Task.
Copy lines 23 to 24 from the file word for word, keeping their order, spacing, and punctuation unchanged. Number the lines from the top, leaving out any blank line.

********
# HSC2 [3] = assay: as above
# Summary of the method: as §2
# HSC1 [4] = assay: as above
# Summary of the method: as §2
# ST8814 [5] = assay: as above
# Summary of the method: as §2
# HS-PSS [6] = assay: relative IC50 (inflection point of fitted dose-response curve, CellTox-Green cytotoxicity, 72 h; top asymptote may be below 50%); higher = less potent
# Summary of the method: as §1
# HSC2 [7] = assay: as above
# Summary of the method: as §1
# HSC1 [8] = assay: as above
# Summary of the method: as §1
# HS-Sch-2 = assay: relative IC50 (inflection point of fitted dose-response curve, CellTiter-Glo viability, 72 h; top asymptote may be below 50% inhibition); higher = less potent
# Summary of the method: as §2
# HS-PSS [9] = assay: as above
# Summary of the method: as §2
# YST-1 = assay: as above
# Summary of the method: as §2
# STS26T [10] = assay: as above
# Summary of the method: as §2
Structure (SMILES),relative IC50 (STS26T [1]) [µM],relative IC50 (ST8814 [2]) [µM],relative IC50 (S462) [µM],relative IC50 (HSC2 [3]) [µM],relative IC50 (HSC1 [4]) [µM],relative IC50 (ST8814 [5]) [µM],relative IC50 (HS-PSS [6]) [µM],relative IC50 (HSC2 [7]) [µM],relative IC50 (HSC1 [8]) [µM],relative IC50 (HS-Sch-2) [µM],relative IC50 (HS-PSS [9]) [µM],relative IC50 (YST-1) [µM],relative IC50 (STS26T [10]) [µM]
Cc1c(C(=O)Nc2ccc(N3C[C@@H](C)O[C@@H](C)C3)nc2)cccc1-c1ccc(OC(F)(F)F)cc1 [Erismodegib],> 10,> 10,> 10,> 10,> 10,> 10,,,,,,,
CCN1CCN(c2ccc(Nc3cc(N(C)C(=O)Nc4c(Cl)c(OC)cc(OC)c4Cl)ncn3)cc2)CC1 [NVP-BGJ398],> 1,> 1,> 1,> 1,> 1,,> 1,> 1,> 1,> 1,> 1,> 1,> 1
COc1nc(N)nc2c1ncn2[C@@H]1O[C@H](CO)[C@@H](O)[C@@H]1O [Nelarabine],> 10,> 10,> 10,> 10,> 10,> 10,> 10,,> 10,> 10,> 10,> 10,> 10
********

CCN1CCN(c2ccc(Nc3cc(N(C)C(=O)Nc4c(Cl)c(OC)cc(OC)c4Cl)ncn3)cc2)CC1 [NVP-BGJ398],> 1,> 1,> 1,> 1,> 1,,> 1,> 1,> 1,> 1,> 1,> 1,> 1
COc1nc(N)nc2c1ncn2[C@@H]1O[C@H](CO)[C@@H](O)[C@@H]1O [Nelarabine],> 10,> 10,> 10,> 10,> 10,> 10,> 10,,> 10,> 10,> 10,> 10,> 10